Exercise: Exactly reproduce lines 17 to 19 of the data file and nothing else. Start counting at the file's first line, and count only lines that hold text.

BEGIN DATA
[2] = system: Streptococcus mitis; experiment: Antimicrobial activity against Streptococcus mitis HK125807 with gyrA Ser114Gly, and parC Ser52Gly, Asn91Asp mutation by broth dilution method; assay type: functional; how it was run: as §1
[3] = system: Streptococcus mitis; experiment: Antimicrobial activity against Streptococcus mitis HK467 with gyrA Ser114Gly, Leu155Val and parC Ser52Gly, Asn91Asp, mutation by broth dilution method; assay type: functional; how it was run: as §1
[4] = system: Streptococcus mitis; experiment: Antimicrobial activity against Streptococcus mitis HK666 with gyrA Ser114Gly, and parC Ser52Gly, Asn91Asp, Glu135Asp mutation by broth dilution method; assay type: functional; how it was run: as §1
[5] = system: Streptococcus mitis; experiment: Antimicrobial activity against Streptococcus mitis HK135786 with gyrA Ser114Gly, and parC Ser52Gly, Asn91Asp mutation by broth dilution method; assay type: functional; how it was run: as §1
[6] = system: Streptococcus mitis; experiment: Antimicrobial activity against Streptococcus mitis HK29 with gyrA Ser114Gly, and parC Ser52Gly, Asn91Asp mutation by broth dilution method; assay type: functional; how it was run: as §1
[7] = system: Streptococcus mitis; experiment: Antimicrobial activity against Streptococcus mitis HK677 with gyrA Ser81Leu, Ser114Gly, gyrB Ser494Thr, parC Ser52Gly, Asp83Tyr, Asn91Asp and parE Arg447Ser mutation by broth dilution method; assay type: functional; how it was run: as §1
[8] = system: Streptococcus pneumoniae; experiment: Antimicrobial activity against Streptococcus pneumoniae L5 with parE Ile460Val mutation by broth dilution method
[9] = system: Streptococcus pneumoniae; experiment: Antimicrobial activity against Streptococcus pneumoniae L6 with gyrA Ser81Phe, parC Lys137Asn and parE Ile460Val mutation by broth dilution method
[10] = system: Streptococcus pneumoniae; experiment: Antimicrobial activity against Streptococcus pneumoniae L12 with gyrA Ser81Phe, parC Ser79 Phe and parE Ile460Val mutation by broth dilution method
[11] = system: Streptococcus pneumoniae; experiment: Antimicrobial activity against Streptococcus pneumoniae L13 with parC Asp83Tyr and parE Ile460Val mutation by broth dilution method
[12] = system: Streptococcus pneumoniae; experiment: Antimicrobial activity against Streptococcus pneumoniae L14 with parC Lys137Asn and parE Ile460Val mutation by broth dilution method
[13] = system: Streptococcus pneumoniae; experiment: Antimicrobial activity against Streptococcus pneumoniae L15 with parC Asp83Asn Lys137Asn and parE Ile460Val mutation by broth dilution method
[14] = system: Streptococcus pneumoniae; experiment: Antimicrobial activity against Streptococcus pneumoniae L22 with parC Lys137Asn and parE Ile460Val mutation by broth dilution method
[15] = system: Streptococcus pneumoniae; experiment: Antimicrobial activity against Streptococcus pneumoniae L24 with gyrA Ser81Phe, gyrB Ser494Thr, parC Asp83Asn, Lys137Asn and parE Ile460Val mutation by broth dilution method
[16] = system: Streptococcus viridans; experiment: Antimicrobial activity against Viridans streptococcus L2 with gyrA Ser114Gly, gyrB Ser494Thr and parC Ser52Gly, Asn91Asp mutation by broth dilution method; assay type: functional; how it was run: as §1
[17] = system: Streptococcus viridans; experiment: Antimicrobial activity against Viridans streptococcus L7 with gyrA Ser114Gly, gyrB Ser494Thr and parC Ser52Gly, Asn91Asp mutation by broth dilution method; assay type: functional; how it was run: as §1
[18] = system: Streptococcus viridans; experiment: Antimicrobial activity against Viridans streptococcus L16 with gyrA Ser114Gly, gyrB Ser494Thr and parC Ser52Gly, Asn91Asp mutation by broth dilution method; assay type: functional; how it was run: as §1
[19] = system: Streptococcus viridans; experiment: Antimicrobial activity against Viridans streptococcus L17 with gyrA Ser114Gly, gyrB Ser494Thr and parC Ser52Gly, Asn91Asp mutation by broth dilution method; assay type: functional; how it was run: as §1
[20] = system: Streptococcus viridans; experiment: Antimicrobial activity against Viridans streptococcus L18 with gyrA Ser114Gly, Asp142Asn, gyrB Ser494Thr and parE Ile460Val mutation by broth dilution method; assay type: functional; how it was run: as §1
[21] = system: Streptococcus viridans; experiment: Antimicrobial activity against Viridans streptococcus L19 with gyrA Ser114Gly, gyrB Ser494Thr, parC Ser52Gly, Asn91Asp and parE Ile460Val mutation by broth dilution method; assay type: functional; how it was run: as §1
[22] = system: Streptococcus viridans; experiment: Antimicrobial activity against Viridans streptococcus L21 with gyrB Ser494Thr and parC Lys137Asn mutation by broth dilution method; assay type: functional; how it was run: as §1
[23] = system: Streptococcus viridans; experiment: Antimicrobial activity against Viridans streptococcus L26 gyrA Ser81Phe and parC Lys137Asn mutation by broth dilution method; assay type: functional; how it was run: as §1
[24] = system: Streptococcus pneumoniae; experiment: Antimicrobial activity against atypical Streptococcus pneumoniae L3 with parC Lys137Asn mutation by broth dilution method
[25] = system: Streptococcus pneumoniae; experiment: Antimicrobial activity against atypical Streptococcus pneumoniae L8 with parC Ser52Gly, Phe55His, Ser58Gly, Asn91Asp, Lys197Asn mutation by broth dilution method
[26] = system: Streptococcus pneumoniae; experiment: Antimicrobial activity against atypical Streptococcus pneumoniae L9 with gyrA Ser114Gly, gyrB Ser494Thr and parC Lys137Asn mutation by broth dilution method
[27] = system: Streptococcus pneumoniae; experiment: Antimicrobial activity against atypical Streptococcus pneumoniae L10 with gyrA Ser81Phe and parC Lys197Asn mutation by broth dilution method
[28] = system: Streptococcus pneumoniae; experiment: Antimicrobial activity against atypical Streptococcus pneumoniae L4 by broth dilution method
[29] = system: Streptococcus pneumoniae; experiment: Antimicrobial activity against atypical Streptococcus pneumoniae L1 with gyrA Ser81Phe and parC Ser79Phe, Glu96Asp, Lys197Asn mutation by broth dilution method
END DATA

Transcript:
[18] = system: Streptococcus viridans; experiment: Antimicrobial activity against Viridans streptococcus L16 with gyrA Ser114Gly, gyrB Ser494Thr and parC Ser52Gly, Asn91Asp mutation by broth dilution method; assay type: functional; how it was run: as §1
[19] = system: Streptococcus viridans; experiment: Antimicrobial activity against Viridans streptococcus L17 with gyrA Ser114Gly, gyrB Ser494Thr and parC Ser52Gly, Asn91Asp mutation by broth dilution method; assay type: functional; how it was run: as §1
[20] = system: Streptococcus viridans; experiment: Antimicrobial activity against Viridans streptococcus L18 with gyrA Ser114Gly, Asp142Asn, gyrB Ser494Thr and parE Ile460Val mutation by broth dilution method; assay type: functional; how it was run: as §1